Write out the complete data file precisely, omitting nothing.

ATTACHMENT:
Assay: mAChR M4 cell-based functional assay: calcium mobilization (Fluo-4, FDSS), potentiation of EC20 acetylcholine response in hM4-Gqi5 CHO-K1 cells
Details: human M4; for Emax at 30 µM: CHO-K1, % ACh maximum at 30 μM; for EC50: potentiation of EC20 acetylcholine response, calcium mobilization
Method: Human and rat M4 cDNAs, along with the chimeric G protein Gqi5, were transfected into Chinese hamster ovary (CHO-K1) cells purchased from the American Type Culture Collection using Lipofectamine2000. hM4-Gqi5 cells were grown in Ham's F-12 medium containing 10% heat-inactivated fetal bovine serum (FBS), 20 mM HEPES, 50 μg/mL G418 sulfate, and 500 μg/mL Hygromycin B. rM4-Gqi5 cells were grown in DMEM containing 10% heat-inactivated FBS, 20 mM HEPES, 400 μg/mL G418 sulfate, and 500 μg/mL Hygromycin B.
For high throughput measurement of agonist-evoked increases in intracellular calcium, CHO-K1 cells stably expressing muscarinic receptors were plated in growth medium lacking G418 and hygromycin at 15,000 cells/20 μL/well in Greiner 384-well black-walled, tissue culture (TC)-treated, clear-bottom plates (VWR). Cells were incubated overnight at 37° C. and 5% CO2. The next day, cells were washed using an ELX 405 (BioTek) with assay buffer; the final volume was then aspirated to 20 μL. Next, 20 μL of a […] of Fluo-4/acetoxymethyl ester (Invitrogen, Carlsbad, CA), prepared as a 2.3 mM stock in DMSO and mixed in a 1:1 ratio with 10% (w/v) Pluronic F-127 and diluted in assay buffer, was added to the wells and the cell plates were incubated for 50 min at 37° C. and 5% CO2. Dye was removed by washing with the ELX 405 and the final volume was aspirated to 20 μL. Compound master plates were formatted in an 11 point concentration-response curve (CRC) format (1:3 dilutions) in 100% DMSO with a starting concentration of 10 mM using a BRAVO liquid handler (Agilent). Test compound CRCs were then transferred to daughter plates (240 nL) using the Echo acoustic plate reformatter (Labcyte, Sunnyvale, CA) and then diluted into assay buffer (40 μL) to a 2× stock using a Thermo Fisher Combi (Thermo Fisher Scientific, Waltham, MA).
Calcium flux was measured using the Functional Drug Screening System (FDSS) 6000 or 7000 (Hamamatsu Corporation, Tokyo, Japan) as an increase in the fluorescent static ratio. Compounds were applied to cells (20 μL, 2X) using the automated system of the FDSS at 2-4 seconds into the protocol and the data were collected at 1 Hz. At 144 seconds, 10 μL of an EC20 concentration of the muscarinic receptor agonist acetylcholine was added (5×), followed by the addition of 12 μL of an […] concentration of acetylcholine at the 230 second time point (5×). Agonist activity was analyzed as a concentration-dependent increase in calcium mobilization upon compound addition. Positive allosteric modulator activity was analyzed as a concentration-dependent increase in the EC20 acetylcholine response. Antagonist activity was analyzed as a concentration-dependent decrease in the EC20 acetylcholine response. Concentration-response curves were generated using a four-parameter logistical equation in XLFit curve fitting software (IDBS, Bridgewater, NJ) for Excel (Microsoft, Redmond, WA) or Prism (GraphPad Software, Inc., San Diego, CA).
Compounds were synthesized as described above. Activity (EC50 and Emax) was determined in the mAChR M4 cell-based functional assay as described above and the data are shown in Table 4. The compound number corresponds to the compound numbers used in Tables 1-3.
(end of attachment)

Assay: mAChR M4 cell-based functional assay: calcium mobilization (Fluo-4, FDSS), potentiation of EC20 acetylcholine response in hM4-Gqi5 CHO-K1 cells
Details: human M4; for Emax at 30 µM: CHO-K1, % ACh maximum at 30 μM; for EC50: potentiation of EC20 acetylcholine response, calcium mobilization
Method: Human and rat M4 cDNAs, along with the chimeric G protein Gqi5, were transfected into Chinese hamster ovary (CHO-K1) cells purchased from the American Type Culture Collection using Lipofectamine2000. hM4-Gqi5 cells were grown in Ham's F-12 medium containing 10% heat-inactivated fetal bovine serum (FBS), 20 mM HEPES, 50 μg/mL G418 sulfate, and 500 μg/mL Hygromycin B. rM4-Gqi5 cells were grown in DMEM containing 10% heat-inactivated FBS, 20 mM HEPES, 400 μg/mL G418 sulfate, and 500 μg/mL Hygromycin B.
For high throughput measurement of agonist-evoked increases in intracellular calcium, CHO-K1 cells stably expressing muscarinic receptors were plated in growth medium lacking G418 and hygromycin at 15,000 cells/20 μL/well in Greiner 384-well black-walled, tissue culture (TC)-treated, clear-bottom plates (VWR). Cells were incubated overnight at 37° C. and 5% CO2. The next day, cells were washed using an ELX 405 (BioTek) with assay buffer; the final volume was then aspirated to 20 μL. Next, 20 μL of a […] of Fluo-4/acetoxymethyl ester (Invitrogen, Carlsbad, CA), prepared as a 2.3 mM stock in DMSO and mixed in a 1:1 ratio with 10% (w/v) Pluronic F-127 and diluted in assay buffer, was added to the wells and the cell plates were incubated for 50 min at 37° C. and 5% CO2. Dye was removed by washing with the ELX 405 and the final volume was aspirated to 20 μL. Compound master plates were formatted in an 11 point concentration-response curve (CRC) format (1:3 dilutions) in 100% DMSO with a starting concentration of 10 mM using a BRAVO liquid handler (Agilent). Test compound CRCs were then transferred to daughter plates (240 nL) using the Echo acoustic plate reformatter (Labcyte, Sunnyvale, CA) and then diluted into assay buffer (40 μL) to a 2× stock using a Thermo Fisher Combi (Thermo Fisher Scientific, Waltham, MA).
Calcium flux was measured using the Functional Drug Screening System (FDSS) 6000 or 7000 (Hamamatsu Corporation, Tokyo, Japan) as an increase in the fluorescent static ratio. Compounds were applied to cells (20 μL, 2X) using the automated system of the FDSS at 2-4 seconds into the protocol and the data were collected at 1 Hz. At 144 seconds, 10 μL of an EC20 concentration of the muscarinic receptor agonist acetylcholine was added (5×), followed by the addition of 12 μL of an […] concentration of acetylcholine at the 230 second time point (5×). Agonist activity was analyzed as a concentration-dependent increase in calcium mobilization upon compound addition. Positive allosteric modulator activity was analyzed as a concentration-dependent increase in the EC20 acetylcholine response. Antagonist activity was analyzed as a concentration-dependent decrease in the EC20 acetylcholine response. Concentration-response curves were generated using a four-parameter logistical equation in XLFit curve fitting software (IDBS, Bridgewater, NJ) for Excel (Microsoft, Redmond, WA) or Prism (GraphPad Software, Inc., San Diego, CA).
Compounds were synthesized as described above. Activity (EC50 and Emax) was determined in the mAChR M4 cell-based functional assay as described above and the data are shown in Table 4. The compound number corresponds to the compound numbers used in Tables 1-3.